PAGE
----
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Veterans in respite program relocated

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By Adam Smeltz
Sunday, March 2, 2014, 8:46 p.m.
 

The VA Pittsburgh Healthcare System relocated a short-term care program used by dozens of Western Pennsylvania veterans and their families, moving respite services from the H.J. Heinz campus in O'Hara to about 16 nursing homes across the region.

VA officials would not say how long the services might remain in the nursing homes. In a written statement, they said plumbing and construction projects at the Heinz campus prompted the shift.

The respite program houses veterans with special needs for several days at a time, relieving family members who otherwise care for the patients in their homes. Caregiver Cathy Shook of Plum said the nursing home move is a disappointment to her husband, James Shook, 68, a Vietnam War veteran and Alzheimer's disease patient who receives occasional VA respite care.

“They want to talk war stories and play cards and do what they do at these centers, not be put in a nursing home where you're among people who are moaning. It's just sad,” Cathy Shook said.

She said she cut short his recent stay in a Murrysville nursing home where the Pittsburgh VA directed him. He became depressed in the facility, part of the Texas-based network of Golden Living senior homes.

Federal privacy laws prevent Golden Living from discussing the care of individual patients, said Melissa Sullivan, the facility administrator at the Murrysville home. She confirmed the home accepts VA referrals under an active contract.

“We strive every day to meet the needs of our patients and residents through integrity and accountability and focusing on excellence and quality. The safety, care and well-being of our patients always comes first,” Sullivan said.

Pittsburgh VA officials said they guide respite care patients only to licensed homes in “our established community networks.”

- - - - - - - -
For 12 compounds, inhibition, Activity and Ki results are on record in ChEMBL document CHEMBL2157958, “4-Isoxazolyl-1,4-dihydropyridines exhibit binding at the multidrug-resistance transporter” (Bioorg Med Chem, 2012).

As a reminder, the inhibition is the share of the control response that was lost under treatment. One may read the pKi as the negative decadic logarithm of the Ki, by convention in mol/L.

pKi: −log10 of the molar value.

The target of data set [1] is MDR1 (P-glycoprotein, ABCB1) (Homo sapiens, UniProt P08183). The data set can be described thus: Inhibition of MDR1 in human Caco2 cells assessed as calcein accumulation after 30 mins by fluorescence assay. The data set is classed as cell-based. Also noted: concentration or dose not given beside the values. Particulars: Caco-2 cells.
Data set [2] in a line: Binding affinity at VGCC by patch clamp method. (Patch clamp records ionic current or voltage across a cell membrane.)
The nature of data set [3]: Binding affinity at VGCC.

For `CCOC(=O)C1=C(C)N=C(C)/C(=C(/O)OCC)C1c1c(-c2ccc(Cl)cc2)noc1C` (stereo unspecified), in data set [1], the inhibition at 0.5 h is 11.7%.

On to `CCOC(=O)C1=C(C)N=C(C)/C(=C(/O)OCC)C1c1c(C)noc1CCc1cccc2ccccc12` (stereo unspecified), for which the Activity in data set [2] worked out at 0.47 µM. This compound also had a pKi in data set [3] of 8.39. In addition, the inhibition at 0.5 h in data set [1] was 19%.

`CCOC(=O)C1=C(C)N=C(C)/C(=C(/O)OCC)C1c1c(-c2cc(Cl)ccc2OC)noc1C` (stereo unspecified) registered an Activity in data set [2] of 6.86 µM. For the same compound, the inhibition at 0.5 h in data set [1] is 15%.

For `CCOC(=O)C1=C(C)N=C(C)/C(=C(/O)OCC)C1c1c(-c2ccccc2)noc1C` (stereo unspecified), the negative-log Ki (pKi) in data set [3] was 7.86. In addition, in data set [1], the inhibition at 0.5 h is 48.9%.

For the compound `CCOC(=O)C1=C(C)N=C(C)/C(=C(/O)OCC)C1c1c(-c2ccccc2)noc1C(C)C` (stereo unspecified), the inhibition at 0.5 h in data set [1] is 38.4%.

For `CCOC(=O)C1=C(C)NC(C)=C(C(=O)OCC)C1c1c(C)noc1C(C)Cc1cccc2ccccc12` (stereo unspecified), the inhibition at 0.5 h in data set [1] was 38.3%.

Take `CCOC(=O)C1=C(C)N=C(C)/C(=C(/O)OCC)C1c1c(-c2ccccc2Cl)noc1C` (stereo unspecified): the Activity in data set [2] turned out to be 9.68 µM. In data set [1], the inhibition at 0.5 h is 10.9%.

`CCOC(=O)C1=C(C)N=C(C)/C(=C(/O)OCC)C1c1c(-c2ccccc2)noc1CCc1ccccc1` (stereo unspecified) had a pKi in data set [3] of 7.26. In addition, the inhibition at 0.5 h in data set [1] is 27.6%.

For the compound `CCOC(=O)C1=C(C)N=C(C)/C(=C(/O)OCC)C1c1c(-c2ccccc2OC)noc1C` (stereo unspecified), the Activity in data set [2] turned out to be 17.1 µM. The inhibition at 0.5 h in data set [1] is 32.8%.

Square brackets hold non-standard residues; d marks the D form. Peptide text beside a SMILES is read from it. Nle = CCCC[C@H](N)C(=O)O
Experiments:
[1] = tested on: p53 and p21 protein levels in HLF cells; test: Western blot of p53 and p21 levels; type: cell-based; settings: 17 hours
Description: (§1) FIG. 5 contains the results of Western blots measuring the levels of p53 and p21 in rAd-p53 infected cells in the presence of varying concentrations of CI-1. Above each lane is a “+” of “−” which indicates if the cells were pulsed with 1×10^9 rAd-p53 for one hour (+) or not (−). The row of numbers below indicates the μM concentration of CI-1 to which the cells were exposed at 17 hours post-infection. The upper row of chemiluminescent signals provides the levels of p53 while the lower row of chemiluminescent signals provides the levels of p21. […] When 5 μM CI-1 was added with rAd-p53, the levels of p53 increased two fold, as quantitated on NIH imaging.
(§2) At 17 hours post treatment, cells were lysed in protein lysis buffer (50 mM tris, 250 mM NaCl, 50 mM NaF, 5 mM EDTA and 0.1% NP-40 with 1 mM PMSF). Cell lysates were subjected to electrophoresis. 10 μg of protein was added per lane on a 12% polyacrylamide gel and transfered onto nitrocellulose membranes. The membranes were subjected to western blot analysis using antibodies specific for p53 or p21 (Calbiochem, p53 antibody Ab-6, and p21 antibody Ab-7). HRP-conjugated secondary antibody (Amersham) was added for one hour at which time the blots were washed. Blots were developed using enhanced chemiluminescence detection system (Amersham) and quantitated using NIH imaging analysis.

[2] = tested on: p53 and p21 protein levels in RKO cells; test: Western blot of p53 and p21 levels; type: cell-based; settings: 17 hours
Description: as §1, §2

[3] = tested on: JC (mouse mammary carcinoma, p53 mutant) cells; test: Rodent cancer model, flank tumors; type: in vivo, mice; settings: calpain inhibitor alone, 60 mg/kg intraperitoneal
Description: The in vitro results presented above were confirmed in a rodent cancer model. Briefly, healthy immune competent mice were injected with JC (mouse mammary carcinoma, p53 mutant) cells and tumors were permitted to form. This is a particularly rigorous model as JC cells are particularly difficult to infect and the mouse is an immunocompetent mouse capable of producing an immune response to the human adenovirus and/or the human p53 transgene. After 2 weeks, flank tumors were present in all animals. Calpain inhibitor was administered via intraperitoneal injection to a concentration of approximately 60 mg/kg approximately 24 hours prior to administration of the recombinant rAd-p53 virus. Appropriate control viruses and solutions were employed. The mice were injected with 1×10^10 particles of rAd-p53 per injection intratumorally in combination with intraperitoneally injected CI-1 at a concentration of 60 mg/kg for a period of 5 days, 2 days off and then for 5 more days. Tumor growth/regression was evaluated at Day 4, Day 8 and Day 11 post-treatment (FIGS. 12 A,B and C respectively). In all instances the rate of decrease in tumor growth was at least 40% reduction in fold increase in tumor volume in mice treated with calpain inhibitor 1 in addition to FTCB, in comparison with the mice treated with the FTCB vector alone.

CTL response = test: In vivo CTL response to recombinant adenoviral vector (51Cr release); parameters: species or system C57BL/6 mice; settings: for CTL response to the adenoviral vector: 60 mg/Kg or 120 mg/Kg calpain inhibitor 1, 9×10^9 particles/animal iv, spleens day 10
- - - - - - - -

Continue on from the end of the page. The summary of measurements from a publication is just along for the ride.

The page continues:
Switching patients to nursing homes “has supported our ability to provide caregivers with the temporary relief they deserve in order to reduce caregiver stress, by providing 24/7 care to their loved ones closer to their homes,” VA officials said in the statement released by spokesman William Leuthold.

The average stay in nursing homes in these cases has been 10 to 14 days, they said.

Leuthold said the community living center at the VA Heinz campus stopped referrals in May for inpatient respite admissions. The Pittsburgh VA continued to serve 24 veterans who had scheduled respite stays through the end of 2013. The VA said it received no complaints since May about respite care stays redirected to the nursing homes.

Construction and plumbing work at the living center diverted 52 respite care patients into the nursing homes since May, according to the Pittsburgh VA.

VA officials did not respond to questions about when that work might be completed, or how the nursing homes are compensated.

Cathy Shook said she would push lawmakers for an explanation.

“What happens to respite patients? It's not fair to them to be put in nursing homes,” she said.

Adam Smeltz is a Trib Total Media staff writer. Reach him at 412-380-5676 or asmeltz@tribweb.com.

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